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Source: Videos/video links – courtesy of; eye health information from the American Academy of Ophthalmology.


Presbyopia is an age-related loss of the ability to see things that are near. Presbyopia usually begins in a patient’s 40s.1,2

This affects closeup tasks such as reading or working on the computer. Most people become presbyopic around the age of 40, even if they have never had a vision problem previously.2

People who were previously wearing eyeglasses or contact lenses for their myopia or hyperopia will also start to notice that their near vision blurs when they wear their usual eyeglasses or contact lenses.2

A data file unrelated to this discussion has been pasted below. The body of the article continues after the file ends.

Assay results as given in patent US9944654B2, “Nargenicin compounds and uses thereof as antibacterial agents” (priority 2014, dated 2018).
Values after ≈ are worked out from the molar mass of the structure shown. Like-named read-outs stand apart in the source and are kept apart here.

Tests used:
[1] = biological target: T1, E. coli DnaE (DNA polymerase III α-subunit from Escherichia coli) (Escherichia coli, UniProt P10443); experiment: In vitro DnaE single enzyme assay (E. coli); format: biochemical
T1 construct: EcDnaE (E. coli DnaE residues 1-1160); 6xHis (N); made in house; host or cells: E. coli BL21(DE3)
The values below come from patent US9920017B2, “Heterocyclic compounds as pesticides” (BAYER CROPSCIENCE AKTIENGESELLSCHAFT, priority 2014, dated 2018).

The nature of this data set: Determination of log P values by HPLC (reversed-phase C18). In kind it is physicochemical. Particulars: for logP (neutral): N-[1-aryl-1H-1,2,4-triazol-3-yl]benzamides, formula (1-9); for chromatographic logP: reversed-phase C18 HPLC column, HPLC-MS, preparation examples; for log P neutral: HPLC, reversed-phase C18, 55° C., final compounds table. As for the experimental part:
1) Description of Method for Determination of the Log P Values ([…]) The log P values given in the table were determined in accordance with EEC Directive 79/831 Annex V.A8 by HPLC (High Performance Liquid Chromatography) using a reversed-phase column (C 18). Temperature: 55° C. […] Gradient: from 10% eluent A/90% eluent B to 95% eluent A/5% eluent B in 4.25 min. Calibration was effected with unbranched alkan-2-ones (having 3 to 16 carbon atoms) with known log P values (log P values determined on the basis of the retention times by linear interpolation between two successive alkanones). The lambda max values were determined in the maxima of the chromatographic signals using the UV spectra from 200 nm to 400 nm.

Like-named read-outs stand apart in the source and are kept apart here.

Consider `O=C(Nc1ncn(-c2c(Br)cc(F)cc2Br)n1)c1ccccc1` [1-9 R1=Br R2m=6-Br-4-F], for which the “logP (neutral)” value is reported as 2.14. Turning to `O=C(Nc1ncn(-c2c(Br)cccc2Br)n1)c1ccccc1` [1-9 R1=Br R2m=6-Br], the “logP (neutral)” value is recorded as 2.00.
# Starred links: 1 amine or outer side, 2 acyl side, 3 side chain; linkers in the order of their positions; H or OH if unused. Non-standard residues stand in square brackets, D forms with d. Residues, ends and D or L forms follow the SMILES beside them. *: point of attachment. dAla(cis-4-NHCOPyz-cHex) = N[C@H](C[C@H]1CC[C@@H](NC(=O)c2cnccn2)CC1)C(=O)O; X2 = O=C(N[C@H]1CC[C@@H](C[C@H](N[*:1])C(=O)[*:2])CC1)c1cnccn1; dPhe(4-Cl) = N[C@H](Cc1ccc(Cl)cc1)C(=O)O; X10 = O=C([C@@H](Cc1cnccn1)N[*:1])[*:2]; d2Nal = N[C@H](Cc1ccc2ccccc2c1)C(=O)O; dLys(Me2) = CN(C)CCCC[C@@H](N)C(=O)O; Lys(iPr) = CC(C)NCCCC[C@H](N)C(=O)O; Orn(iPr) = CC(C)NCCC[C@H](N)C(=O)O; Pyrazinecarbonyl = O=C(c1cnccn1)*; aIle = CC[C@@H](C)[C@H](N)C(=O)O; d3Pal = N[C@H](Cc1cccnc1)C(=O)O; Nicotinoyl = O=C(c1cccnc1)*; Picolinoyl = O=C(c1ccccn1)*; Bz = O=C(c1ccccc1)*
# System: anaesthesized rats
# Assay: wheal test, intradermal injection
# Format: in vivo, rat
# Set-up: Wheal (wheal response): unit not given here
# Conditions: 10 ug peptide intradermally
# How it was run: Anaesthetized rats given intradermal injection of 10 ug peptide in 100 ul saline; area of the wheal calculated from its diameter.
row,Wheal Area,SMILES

Presbyopia predominantly arises from a gradual thickening and loss of flexibility of the eye’s natural lens with age.1,2 As the lens stiffens, it is less able to focus up close.2 A patient with presbyopia is prescribed a ‘relative plus’ powered corrective lens (plus relative to their pre-presbyopia prescription).

For a person who, prior to developing presbyopia, already has myopia (nearsightedness) multifocal lenses can be prescribed, containing both an area of ‘minus’ power (to correct the myopia) as well as an area of “‘relative plus’ power to correct the presbyopia arising from age.1

1. American Optometric Association. (2011). Optometric Clinical Practice Guideline – Care of the Patient With Presbyopia. (3rd ed.). St. Louis, MO: Mancil G. L. et al.
2. Bailey, G. (2017, August). Presbyopia. Retrieved January 16, 2018, from


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